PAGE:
Friday, April 17, 2015

MFA Candidate: Lily Smith

A jewelry/metals student, Lily Smith says, “I’ve always been really interested in work that goes on the body. . . . I’ve also worked a lot with fabrics in undergrad and grad school.”

She uses the term “jewelry” loosely as work that goes on the body and talks about the body. She combines the ideas of jewelry with those of garment and fashion, finding an interest in the colliding of fields. For her piece that will be in the Georgia Museum of Art, she combines hand-dyed silks and thinned-down silicon with added pigment painted on fabric to create the textures of fleshy forms. The result is a wearable piece that recalls the feel and form of different parts of the body.

She explains her interest is not only in work that goes on the body but also is about the body. The garments she creates mimic natural forms of the human form but are exaggerated. With a skin-tone color palette and materials that resemble skin as much as worn fabrics, she makes voluptuous plump forms that hang around the figure when the piece is worn.  

“This work talks about our standards of beauty and the ideal female figure. They're like dresses but rather than accentuating a thin figure they're fatty forms with multiple breasts and bellies, celebrating the fact that maybe that can be just as beautiful as a thin more fit person. Celebrating the curves and the fat and flesh in general,” she says.

Her creations take beauty to a richly authentic level with their yearning to be seen and felt. These garments continue to evolve with her interest in the process of making as well as the intrigue of the final state. They hold the viewer captive while evoking feelings about their own personal connection to the human form.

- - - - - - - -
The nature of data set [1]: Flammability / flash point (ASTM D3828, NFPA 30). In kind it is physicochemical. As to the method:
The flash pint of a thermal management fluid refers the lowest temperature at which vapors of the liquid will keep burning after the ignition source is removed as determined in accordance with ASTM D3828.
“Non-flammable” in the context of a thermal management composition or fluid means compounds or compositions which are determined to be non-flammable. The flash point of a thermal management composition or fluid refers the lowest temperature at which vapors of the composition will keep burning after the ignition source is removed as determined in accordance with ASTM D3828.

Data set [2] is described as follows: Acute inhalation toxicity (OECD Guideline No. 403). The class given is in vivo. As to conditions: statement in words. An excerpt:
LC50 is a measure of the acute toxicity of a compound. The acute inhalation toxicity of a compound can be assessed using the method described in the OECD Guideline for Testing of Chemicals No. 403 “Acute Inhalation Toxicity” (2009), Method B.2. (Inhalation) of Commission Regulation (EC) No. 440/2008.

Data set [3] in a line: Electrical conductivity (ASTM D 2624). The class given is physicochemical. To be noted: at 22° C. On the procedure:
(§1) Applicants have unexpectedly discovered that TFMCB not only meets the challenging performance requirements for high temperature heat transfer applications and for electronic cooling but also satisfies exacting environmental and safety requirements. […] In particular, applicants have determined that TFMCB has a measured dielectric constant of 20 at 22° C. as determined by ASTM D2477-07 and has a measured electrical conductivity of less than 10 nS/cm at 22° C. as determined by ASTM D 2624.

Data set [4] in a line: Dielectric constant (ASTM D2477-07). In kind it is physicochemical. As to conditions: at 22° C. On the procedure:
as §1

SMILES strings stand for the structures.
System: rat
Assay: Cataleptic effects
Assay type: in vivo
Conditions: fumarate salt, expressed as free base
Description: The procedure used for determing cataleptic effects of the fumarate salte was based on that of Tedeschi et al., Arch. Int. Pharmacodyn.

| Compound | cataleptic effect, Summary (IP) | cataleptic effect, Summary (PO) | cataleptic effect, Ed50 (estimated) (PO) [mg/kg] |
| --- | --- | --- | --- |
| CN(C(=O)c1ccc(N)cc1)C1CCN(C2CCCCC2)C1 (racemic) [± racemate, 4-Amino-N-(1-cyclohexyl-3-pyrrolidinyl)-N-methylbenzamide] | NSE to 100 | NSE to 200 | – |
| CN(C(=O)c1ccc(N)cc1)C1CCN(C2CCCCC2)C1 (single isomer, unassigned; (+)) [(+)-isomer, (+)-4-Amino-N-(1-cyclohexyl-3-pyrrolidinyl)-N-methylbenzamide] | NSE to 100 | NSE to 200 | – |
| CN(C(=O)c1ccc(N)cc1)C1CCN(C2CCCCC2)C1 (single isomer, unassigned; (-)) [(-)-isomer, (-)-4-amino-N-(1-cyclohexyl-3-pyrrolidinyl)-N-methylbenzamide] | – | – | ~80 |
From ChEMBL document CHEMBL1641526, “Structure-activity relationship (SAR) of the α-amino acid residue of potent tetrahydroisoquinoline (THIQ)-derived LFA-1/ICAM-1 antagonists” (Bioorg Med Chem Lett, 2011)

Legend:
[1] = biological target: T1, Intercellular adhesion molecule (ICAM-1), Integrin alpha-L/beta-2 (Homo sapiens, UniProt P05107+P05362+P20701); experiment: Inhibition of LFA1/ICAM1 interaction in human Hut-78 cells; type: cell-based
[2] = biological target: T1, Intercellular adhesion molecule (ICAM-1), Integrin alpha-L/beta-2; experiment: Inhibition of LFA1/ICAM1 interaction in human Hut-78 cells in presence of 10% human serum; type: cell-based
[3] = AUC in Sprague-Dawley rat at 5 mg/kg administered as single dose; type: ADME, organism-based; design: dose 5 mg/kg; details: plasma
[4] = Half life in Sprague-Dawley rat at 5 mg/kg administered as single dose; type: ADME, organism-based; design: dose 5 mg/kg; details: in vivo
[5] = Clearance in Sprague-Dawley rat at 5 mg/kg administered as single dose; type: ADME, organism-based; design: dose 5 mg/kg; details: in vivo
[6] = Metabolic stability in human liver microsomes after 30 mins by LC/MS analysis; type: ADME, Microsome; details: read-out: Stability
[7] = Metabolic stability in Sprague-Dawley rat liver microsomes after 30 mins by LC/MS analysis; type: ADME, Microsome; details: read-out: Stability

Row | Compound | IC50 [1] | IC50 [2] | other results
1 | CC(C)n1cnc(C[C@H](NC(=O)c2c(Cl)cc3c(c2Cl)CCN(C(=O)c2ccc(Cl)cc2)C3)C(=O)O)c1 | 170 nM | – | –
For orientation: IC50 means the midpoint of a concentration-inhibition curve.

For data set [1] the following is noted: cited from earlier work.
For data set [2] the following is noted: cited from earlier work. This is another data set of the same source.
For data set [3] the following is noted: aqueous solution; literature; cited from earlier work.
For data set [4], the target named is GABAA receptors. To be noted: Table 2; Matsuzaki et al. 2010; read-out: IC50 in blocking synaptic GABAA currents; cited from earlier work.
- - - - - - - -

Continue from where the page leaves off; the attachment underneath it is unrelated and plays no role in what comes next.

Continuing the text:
Smith’s work will be shown at the “Master of Fine Arts Degree Candidates Exhibition” at the Georgia Museum of Art from April 11 to May 3, 2015.

Wednesday, April 15, 2015

MFA Candidate: Louisa Powell

Trapped in Our Maps

Louisa Powell is a sculpture candidate interested in creating structural systems that explore spaces. Often starting with a single form, she lets the work transform itself and grow according to the space. Although most of her work is site-specific, for her show at the Georgia Museum of Art she had to find a way to be more flexible, creating it outside of the installation space. The idea for this work started with a bookshelf. 

“I have since decided to remove the actual bookshelf from the equation, but my form has boundaries and cut-outs in it that reflect its relationship with the bookshelf,” explains Powell. 

She says she hopes to do a second small piece that will interact with the architecture of the hallway outside the gallery. She wants it to be an iteration of the gallery sculpture and to react to the particularities of the site in which it is installed.